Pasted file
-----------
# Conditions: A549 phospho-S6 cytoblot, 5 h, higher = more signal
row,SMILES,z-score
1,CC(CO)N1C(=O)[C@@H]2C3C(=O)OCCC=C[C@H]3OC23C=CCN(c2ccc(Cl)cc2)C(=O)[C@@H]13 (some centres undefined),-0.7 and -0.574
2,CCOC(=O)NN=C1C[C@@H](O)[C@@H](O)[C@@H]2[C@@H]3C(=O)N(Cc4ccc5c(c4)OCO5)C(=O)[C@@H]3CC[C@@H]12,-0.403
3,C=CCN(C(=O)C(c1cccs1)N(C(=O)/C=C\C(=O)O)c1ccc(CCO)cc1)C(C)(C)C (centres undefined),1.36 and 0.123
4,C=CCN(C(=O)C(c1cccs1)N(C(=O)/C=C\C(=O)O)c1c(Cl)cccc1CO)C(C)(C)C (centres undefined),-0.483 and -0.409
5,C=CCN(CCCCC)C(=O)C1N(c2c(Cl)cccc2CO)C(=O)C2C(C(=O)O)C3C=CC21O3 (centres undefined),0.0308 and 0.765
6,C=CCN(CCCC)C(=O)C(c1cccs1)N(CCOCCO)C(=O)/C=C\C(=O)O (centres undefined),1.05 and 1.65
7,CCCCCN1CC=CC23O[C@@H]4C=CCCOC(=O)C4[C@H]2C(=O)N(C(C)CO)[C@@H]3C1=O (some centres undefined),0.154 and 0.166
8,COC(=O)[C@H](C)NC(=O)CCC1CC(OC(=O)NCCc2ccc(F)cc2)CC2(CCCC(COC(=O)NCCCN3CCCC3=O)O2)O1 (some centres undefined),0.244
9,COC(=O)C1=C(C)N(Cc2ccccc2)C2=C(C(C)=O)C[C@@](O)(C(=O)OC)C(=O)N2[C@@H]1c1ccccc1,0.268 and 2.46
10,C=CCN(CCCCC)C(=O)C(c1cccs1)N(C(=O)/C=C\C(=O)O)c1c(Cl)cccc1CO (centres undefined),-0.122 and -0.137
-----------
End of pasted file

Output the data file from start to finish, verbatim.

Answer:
# Conditions: A549 phospho-S6 cytoblot, 5 h, higher = more signal
row,SMILES,z-score
1,CC(CO)N1C(=O)[C@@H]2C3C(=O)OCCC=C[C@H]3OC23C=CCN(c2ccc(Cl)cc2)C(=O)[C@@H]13 (some centres undefined),-0.7 and -0.574
2,CCOC(=O)NN=C1C[C@@H](O)[C@@H](O)[C@@H]2[C@@H]3C(=O)N(Cc4ccc5c(c4)OCO5)C(=O)[C@@H]3CC[C@@H]12,-0.403
3,C=CCN(C(=O)C(c1cccs1)N(C(=O)/C=C\C(=O)O)c1ccc(CCO)cc1)C(C)(C)C (centres undefined),1.36 and 0.123
4,C=CCN(C(=O)C(c1cccs1)N(C(=O)/C=C\C(=O)O)c1c(Cl)cccc1CO)C(C)(C)C (centres undefined),-0.483 and -0.409
5,C=CCN(CCCCC)C(=O)C1N(c2c(Cl)cccc2CO)C(=O)C2C(C(=O)O)C3C=CC21O3 (centres undefined),0.0308 and 0.765
6,C=CCN(CCCC)C(=O)C(c1cccs1)N(CCOCCO)C(=O)/C=C\C(=O)O (centres undefined),1.05 and 1.65
7,CCCCCN1CC=CC23O[C@@H]4C=CCCOC(=O)C4[C@H]2C(=O)N(C(C)CO)[C@@H]3C1=O (some centres undefined),0.154 and 0.166
8,COC(=O)[C@H](C)NC(=O)CCC1CC(OC(=O)NCCc2ccc(F)cc2)CC2(CCCC(COC(=O)NCCCN3CCCC3=O)O2)O1 (some centres undefined),0.244
9,COC(=O)C1=C(C)N(Cc2ccccc2)C2=C(C(C)=O)C[C@@](O)(C(=O)OC)C(=O)N2[C@@H]1c1ccccc1,0.268 and 2.46
10,C=CCN(CCCCC)C(=O)C(c1cccs1)N(C(=O)/C=C\C(=O)O)c1c(Cl)cccc1CO (centres undefined),-0.122 and -0.137